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Michael Shannon might be leaving his comfort zone.

Despite roles in a handful of high-profile films — “Vanilla Sky,” “World Trade Center,” “8 Mile” — and parts in episodic TV, Shannon has mostly been under the radar when it comes to public attention. That all could change in December.

Shannon plays a character who is “so smart, he’s lost his mind. He’s done too much thinking,” the actor says when describing his role in Sam Mendes’ anticipated “Revolutionary Road.” Pic teams Kate Winslet and Leonardo DiCaprio for the first time since their coupling in “Titanic.”

Early buzz has Shannon being talked up as a possibility for an Oscar nomination.

Growing up in Lexington, Ky., Shannon often hung around the U. of Kentucky campus but, unlike fellow thesp Ashley Judd, was never absorbed by the Wildcats sports program (“My stepdad was a jock — it bugged the crap out of me”) and instead eventually shifted his focus to acting.

He received glowing notices as the lead in indie “Shotgun Stories” last year, and the film received strong reviews. He also appeared in Sidney Lumet’s “Before the Devil Knows You’re Dead” and became interested in “Revolutionary Road” after his girlfriend gave him the Richard Yates novel as a gift. He was immediately hooked.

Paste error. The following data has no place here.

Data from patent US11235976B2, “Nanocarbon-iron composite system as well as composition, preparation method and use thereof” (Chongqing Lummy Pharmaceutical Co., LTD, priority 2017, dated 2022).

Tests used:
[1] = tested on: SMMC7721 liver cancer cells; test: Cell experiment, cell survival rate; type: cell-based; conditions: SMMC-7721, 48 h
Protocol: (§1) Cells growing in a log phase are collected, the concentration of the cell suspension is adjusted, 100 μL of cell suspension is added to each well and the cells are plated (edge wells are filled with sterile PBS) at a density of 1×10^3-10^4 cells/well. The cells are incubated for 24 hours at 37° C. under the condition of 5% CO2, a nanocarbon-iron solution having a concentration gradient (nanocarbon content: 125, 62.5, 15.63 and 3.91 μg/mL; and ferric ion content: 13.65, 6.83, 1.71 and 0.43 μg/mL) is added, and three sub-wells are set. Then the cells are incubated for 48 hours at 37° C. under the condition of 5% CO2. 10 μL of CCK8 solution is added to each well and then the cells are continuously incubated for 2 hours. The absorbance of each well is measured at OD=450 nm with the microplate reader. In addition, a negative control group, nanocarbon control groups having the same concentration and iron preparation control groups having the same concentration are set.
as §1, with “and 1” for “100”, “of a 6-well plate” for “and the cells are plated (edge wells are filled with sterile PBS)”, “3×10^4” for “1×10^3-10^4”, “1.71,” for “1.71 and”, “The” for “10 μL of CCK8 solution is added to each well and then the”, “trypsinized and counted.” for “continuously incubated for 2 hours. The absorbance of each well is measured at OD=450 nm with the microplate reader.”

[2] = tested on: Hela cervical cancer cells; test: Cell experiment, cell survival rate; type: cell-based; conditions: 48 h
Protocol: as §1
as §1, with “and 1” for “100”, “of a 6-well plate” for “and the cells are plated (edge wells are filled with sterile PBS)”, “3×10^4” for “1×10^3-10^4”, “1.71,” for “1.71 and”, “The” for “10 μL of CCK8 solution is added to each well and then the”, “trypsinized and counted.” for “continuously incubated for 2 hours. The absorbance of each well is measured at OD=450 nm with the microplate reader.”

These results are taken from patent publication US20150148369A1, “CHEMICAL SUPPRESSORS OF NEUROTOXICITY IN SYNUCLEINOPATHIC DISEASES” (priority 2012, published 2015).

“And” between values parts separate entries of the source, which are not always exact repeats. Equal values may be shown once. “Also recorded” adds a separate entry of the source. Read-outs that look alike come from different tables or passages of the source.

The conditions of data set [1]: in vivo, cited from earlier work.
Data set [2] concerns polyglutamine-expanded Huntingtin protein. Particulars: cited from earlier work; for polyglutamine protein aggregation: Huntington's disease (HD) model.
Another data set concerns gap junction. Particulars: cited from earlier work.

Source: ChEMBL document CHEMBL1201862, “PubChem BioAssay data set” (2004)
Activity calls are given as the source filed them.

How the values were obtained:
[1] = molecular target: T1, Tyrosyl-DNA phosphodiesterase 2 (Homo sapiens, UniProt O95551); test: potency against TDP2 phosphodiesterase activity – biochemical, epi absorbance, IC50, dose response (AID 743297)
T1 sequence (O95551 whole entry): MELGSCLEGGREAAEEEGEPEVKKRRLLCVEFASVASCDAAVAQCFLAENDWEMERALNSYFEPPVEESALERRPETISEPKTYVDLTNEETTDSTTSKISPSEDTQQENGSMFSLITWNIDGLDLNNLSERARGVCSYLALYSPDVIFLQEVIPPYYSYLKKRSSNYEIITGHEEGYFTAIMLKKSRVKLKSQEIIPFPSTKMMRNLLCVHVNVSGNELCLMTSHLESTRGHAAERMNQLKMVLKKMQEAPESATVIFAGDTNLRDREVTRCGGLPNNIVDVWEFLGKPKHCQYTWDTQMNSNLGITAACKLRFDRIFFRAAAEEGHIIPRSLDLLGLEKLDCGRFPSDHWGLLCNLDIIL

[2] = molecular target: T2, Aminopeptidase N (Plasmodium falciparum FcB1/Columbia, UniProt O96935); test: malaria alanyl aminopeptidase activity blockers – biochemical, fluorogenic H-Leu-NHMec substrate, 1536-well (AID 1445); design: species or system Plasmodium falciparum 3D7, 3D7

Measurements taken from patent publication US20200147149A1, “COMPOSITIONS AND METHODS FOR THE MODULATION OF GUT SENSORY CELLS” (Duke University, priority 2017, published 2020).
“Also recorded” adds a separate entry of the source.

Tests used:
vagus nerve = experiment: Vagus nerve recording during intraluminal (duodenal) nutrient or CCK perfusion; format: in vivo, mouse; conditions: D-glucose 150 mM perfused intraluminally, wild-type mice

“I was flipping through Variety and saw they were making the movie and told my manager, ‘I’ve got to get in there for an audition,’ ” he says. “I was so passionate about the book.”

Mendes was familiar with Shannon’s work on the London stage in the mid-’90s. After the actor sent in an audition tape and chatted with Mendes, the director told Shannon he wanted him for the role.

Some might consider landing the job the hard part, but then Shannon was faced with working on a level with a trio of actors (Winslet, DiCaprio and Kathy Bates) who have 11 Academy Award nominations between them.

He says the challenge was daunting but hugely rewarding. “You get all woozy being surrounded by some of the most formidable talents in the industry,” he explains. “What we had in common is that we were all extremely interested in making this.

“Everyone was nervous in their own way, and Kate was so sensitive to how nervous I was.”

Depending on how he handles fame, Shannon’s anxiety level might go up if he finds himself in the awards maelstrom, but that’s something he’s more than willing to endure.

“It would be extremely exciting to receive any accolades,” he says. “It’s the daydream of most people in this profession.”

WHAT ELSE?
An actor should always:
“Try to enjoy themselves.”
Lucky break: “Meeting Tracy Letts (actor and writer of “Bug” and the Tony Award-winning play “August: Osage County”). He was the one who led me down this path. Without him, I wouldn’t be an actor.”
Favorite film character: Rupert Pupkin in “The King of Comedy.”